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How a map can predict the risk of wildfires near cities across Europe

The thing about natural disasters is that they’re rarely as natural as they seem. Of course, earthquakes, landslides, and wildfires stem from natural causes, but the disasters they wreak often have as much to do with the response and preparation of those nearby as they do with the event itself.

On the last episode of our Skylines podcast, we discussed the fact that what may seem like a natural disaster can also be a failure in city governance. Nepal’s 2015 earthquake was so devastating partly because many buildings in Kathmandu, the capital, were not built to withstand earthquakes, despite the fact that they’re common in the region. While authorities knew an earthquake was likely, they did little about it in advance. 

This brings us to a map that landed in my inbox today from the University of Leicester. Researchers there have been studying areas of wildland which lie close to urban centres. It turns out this combination of landscape factors leads to a “serious risk” of wildfires.

You’re more likely to have tourists tending barbeques in wild areas around cities, and temperatures tend to be higher in general near urban centres thanks to the Urban Heat Island effect. Meanwhile, if a fire does occur, it’s more likely to reach people and their homes.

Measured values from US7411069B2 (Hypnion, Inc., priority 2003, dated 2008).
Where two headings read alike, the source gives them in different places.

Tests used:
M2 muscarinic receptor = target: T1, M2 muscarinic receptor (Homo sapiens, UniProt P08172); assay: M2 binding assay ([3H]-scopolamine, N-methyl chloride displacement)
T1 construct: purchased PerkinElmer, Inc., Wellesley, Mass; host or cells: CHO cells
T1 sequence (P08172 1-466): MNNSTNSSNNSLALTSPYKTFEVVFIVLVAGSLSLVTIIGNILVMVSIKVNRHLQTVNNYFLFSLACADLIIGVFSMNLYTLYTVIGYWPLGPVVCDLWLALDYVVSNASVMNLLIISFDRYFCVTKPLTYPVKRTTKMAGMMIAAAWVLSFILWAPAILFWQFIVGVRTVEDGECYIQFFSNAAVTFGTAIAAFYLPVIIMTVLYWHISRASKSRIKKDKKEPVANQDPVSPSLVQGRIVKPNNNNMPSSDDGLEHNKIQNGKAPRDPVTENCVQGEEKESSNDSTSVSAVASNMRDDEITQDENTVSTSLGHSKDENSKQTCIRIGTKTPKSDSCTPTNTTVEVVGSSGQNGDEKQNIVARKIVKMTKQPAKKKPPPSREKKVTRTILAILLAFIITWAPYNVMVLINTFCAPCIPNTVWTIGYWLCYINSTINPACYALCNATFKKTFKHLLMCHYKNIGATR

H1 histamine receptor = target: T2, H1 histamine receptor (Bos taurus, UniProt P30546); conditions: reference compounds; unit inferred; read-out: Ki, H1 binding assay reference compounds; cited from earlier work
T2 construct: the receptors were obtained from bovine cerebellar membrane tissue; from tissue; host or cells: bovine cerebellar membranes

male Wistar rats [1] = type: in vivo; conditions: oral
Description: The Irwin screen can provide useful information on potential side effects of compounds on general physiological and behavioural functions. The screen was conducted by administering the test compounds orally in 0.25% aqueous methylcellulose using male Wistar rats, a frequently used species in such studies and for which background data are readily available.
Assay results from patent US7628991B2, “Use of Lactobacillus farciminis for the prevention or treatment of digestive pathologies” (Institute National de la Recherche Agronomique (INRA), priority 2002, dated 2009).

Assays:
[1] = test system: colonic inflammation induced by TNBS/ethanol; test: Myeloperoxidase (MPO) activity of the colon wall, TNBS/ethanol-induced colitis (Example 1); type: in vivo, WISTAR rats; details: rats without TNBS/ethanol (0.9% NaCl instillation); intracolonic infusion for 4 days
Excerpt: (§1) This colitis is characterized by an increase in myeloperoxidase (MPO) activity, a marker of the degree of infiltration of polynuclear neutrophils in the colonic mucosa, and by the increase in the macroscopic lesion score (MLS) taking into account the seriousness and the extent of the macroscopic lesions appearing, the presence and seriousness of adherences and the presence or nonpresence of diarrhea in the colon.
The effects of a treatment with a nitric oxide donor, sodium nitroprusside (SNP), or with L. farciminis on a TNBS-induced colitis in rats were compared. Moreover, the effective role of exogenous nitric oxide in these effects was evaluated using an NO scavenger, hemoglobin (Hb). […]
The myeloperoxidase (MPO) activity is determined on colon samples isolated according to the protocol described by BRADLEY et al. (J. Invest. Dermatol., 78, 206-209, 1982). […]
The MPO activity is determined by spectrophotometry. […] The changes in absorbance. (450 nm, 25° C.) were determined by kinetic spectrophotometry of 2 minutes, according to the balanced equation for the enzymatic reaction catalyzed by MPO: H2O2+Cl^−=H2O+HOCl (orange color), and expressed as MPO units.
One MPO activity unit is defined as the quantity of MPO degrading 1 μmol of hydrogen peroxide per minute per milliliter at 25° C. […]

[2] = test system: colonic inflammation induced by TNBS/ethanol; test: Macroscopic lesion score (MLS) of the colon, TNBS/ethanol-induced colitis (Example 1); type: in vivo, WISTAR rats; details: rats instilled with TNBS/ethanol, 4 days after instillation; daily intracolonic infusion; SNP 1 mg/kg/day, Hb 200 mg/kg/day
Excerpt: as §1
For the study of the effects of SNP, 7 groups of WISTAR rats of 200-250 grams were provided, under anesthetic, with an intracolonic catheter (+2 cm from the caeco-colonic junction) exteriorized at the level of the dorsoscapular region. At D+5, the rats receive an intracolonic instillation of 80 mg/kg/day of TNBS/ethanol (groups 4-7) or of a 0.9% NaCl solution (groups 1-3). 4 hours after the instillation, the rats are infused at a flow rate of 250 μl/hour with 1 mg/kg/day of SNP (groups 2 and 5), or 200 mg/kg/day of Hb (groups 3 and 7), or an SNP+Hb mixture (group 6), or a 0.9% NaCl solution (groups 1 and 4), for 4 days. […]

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By mapping the “Wildland-Urban Interface” areas (WUIs) across diffferent regions, the researchers believe they have mapped the risk of wildfires across urban areas in Europe:

Particularly at-risk areas include Catalonia, Madrid and Valencia.

Researchers also focussed a second map on regions which have experienced serious fires. Most are in the south of Europe, where conditions are warmer and drier:

Interestingly, the risk of forest fires has slightly gone up since farmers were hit by the financial crash. Many areas once used as farmland are now wildland which is vulnerable to burning, especially in the hotter, drier areas of southern Europe. 


Professor Heiko Balzter, Director of the Centre for Landscape and Climate Research at the University of Leicester, said that “to find that we can use [the] map to predict fire risk was a real breakthrough”.

Now, he continued, it’s up to local authorities to put the data to use before it’s too late:

“In the regions we have identified as high-risk, local authorities need to prioritise fire risk control and develop better forest fire risk management strategies.”

 Indeed. 
 
 

 
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